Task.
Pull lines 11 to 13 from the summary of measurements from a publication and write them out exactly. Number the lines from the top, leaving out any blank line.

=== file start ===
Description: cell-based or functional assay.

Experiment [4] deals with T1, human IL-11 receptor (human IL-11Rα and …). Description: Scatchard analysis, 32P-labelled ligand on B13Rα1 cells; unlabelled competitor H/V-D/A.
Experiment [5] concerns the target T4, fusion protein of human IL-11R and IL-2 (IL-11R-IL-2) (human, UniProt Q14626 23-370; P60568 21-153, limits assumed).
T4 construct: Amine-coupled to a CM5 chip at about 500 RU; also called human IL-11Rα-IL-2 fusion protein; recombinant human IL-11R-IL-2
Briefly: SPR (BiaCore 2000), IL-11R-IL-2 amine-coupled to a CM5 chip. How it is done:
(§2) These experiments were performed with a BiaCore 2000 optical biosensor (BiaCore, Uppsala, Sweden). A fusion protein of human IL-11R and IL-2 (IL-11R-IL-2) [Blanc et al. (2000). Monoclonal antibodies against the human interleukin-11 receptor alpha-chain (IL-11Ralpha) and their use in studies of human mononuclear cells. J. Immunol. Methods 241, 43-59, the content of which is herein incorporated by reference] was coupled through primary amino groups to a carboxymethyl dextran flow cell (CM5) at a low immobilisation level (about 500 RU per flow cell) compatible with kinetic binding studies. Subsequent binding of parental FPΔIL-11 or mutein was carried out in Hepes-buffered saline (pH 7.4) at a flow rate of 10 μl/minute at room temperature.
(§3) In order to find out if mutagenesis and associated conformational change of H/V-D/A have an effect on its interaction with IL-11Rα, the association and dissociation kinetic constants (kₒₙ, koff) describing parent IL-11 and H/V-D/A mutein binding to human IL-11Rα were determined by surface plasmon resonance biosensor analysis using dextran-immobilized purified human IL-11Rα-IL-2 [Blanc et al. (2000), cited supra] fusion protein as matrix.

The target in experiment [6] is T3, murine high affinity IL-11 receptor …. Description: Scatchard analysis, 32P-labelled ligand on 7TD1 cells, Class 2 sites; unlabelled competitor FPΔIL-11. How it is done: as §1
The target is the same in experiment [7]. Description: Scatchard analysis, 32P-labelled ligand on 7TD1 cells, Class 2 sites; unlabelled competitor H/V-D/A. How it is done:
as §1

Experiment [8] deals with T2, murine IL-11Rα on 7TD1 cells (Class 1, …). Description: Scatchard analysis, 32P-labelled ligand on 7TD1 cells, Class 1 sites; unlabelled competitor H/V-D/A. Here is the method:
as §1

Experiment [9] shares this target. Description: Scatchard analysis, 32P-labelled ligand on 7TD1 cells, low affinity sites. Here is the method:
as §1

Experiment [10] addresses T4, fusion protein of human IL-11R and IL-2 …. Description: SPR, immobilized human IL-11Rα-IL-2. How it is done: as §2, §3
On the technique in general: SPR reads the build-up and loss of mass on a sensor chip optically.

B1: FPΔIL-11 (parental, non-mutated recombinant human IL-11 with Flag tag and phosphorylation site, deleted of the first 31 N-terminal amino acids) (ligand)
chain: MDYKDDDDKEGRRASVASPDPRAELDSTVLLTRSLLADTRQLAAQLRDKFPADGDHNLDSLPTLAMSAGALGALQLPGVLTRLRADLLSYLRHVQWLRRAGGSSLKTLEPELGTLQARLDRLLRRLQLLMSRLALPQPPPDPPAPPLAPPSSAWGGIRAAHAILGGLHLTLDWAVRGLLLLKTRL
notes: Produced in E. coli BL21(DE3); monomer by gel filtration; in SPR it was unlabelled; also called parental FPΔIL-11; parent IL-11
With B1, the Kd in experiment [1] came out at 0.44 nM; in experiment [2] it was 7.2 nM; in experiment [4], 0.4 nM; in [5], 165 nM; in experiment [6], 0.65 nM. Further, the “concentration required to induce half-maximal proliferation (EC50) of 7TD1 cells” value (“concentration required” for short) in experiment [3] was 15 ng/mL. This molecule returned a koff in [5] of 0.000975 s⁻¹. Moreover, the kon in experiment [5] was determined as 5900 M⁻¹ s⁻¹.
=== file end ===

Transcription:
Experiment [8] deals with T2, murine IL-11Rα on 7TD1 cells (Class 1, …). Description: Scatchard analysis, 32P-labelled ligand on 7TD1 cells, Class 1 sites; unlabelled competitor H/V-D/A. Here is the method:
as §1

Experiment [9] shares this target. Description: Scatchard analysis, 32P-labelled ligand on 7TD1 cells, low affinity sites. Here is the method: